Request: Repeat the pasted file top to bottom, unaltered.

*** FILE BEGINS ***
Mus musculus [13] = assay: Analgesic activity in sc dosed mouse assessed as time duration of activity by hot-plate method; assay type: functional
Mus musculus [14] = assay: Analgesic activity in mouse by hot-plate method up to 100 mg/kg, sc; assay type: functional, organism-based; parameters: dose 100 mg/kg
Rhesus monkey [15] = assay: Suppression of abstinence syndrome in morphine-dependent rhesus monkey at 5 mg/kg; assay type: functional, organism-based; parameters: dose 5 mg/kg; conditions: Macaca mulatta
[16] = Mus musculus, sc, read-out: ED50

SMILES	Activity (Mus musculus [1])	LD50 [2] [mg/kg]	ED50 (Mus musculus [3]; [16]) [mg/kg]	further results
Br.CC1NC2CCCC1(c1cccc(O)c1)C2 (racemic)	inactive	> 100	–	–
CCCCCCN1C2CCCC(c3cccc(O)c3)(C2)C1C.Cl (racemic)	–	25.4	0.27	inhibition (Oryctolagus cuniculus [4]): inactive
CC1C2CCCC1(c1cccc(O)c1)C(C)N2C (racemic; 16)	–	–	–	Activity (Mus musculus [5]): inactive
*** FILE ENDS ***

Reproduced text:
Mus musculus [13] = assay: Analgesic activity in sc dosed mouse assessed as time duration of activity by hot-plate method; assay type: functional
Mus musculus [14] = assay: Analgesic activity in mouse by hot-plate method up to 100 mg/kg, sc; assay type: functional, organism-based; parameters: dose 100 mg/kg
Rhesus monkey [15] = assay: Suppression of abstinence syndrome in morphine-dependent rhesus monkey at 5 mg/kg; assay type: functional, organism-based; parameters: dose 5 mg/kg; conditions: Macaca mulatta
[16] = Mus musculus, sc, read-out: ED50

SMILES	Activity (Mus musculus [1])	LD50 [2] [mg/kg]	ED50 (Mus musculus [3]; [16]) [mg/kg]	further results
Br.CC1NC2CCCC1(c1cccc(O)c1)C2 (racemic)	inactive	> 100	–	–
CCCCCCN1C2CCCC(c3cccc(O)c3)(C2)C1C.Cl (racemic)	–	25.4	0.27	inhibition (Oryctolagus cuniculus [4]): inactive
CC1C2CCCC1(c1cccc(O)c1)C(C)N2C (racemic; 16)	–	–	–	Activity (Mus musculus [5]): inactive